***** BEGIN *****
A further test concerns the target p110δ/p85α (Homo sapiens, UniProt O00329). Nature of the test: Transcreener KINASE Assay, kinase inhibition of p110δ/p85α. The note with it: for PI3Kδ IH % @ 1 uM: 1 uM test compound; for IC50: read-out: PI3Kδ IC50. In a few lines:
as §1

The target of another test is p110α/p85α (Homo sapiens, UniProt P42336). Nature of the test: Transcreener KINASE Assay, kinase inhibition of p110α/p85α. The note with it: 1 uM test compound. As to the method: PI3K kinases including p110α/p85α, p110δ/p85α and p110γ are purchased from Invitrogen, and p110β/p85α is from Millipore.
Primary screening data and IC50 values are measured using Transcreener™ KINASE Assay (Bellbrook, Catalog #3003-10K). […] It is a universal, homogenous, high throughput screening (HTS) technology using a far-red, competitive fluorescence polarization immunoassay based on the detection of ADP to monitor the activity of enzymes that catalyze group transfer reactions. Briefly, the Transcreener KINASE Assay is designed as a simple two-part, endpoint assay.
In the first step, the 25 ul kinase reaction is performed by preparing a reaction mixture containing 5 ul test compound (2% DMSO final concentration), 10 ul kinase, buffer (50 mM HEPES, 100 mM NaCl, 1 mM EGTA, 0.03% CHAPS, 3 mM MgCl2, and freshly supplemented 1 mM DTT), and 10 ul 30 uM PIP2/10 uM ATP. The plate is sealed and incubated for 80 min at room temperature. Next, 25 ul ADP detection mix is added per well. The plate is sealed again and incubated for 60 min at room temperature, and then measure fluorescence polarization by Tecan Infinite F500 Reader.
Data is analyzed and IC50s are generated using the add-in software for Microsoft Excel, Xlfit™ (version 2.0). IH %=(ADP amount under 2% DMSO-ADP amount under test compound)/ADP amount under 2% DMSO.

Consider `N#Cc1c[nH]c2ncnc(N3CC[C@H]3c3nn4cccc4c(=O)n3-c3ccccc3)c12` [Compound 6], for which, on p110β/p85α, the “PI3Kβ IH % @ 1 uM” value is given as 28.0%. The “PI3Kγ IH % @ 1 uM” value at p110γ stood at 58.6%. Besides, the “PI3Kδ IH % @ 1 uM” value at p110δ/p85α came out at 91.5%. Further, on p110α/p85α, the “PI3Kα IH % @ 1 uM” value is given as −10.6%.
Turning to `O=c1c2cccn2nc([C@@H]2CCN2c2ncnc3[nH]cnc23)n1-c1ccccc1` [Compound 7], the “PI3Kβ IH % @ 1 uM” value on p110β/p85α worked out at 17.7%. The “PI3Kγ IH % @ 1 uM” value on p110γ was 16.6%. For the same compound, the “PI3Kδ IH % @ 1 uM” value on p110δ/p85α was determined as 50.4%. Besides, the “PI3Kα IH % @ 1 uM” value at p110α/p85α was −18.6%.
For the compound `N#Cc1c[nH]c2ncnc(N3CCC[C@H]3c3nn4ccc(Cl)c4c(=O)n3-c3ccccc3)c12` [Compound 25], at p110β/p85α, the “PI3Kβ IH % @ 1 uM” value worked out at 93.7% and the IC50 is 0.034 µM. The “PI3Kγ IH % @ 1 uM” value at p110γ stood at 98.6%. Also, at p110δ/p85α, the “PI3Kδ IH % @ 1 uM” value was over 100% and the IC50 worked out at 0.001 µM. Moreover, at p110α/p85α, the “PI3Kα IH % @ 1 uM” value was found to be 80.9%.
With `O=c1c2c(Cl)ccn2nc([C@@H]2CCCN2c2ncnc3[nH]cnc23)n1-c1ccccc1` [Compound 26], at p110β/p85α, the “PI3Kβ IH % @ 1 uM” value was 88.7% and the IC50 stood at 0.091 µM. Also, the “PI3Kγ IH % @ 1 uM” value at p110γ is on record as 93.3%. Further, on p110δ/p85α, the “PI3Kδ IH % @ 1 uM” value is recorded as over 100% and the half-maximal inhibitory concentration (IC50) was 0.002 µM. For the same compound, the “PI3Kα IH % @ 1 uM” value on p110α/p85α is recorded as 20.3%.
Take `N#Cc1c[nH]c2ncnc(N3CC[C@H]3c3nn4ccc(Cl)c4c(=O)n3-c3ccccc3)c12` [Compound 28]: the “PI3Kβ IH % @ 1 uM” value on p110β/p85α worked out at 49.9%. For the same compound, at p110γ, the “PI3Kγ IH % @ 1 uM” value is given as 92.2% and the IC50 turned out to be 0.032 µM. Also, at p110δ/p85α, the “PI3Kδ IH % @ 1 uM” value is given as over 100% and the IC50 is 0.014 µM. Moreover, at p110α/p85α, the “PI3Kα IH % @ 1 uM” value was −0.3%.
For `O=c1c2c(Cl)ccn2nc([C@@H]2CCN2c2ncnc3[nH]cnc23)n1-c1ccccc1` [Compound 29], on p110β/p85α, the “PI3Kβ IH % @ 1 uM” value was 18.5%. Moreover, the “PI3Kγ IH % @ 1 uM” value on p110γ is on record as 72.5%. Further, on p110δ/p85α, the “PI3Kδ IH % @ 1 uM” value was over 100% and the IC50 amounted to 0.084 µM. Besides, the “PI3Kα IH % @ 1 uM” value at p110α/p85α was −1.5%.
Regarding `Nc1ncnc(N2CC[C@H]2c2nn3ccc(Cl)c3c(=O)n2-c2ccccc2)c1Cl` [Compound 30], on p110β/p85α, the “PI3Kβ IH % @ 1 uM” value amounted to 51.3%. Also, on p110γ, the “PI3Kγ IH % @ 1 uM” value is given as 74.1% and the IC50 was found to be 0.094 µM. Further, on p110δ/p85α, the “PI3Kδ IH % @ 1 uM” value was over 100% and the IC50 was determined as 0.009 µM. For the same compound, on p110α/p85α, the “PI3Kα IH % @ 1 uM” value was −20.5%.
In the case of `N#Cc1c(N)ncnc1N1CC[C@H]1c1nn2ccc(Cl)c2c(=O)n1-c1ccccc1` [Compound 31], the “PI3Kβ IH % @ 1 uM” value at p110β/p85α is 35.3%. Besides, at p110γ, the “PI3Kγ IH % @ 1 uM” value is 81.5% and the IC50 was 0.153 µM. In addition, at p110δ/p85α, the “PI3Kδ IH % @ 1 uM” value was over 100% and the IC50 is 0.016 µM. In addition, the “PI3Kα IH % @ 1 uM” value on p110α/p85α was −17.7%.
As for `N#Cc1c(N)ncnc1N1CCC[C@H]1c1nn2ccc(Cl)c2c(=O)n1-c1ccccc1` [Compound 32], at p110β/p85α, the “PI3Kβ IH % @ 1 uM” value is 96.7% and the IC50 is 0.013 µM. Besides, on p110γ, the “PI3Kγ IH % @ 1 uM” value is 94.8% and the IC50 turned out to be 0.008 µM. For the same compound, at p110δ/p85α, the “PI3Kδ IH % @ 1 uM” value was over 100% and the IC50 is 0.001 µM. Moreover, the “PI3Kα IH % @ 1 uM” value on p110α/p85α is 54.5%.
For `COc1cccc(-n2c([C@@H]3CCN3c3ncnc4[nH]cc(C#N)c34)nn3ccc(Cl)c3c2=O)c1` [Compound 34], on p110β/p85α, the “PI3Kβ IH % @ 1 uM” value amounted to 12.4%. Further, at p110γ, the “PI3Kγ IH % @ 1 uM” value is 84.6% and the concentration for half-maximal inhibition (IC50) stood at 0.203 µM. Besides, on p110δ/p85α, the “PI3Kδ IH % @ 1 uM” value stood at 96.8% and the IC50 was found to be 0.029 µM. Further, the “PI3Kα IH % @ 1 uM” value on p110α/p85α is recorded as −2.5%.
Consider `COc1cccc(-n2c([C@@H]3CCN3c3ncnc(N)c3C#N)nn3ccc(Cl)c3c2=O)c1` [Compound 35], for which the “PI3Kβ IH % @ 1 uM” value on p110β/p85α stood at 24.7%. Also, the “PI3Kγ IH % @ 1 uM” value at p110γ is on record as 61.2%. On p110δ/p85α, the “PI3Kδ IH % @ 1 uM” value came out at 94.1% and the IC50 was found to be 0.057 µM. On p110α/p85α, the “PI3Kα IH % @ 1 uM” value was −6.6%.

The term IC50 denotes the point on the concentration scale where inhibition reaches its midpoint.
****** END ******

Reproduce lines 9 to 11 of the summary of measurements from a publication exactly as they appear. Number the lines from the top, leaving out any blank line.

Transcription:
For the compound `N#Cc1c[nH]c2ncnc(N3CCC[C@H]3c3nn4ccc(Cl)c4c(=O)n3-c3ccccc3)c12` [Compound 25], at p110β/p85α, the “PI3Kβ IH % @ 1 uM” value worked out at 93.7% and the IC50 is 0.034 µM. The “PI3Kγ IH % @ 1 uM” value at p110γ stood at 98.6%. Also, at p110δ/p85α, the “PI3Kδ IH % @ 1 uM” value was over 100% and the IC50 worked out at 0.001 µM. Moreover, at p110α/p85α, the “PI3Kα IH % @ 1 uM” value was found to be 80.9%.
With `O=c1c2c(Cl)ccn2nc([C@@H]2CCCN2c2ncnc3[nH]cnc23)n1-c1ccccc1` [Compound 26], at p110β/p85α, the “PI3Kβ IH % @ 1 uM” value was 88.7% and the IC50 stood at 0.091 µM. Also, the “PI3Kγ IH % @ 1 uM” value at p110γ is on record as 93.3%. Further, on p110δ/p85α, the “PI3Kδ IH % @ 1 uM” value is recorded as over 100% and the half-maximal inhibitory concentration (IC50) was 0.002 µM. For the same compound, the “PI3Kα IH % @ 1 uM” value on p110α/p85α is recorded as 20.3%.
Take `N#Cc1c[nH]c2ncnc(N3CC[C@H]3c3nn4ccc(Cl)c4c(=O)n3-c3ccccc3)c12` [Compound 28]: the “PI3Kβ IH % @ 1 uM” value on p110β/p85α worked out at 49.9%. For the same compound, at p110γ, the “PI3Kγ IH % @ 1 uM” value is given as 92.2% and the IC50 turned out to be 0.032 µM. Also, at p110δ/p85α, the “PI3Kδ IH % @ 1 uM” value is given as over 100% and the IC50 is 0.014 µM. Moreover, at p110α/p85α, the “PI3Kα IH % @ 1 uM” value was −0.3%.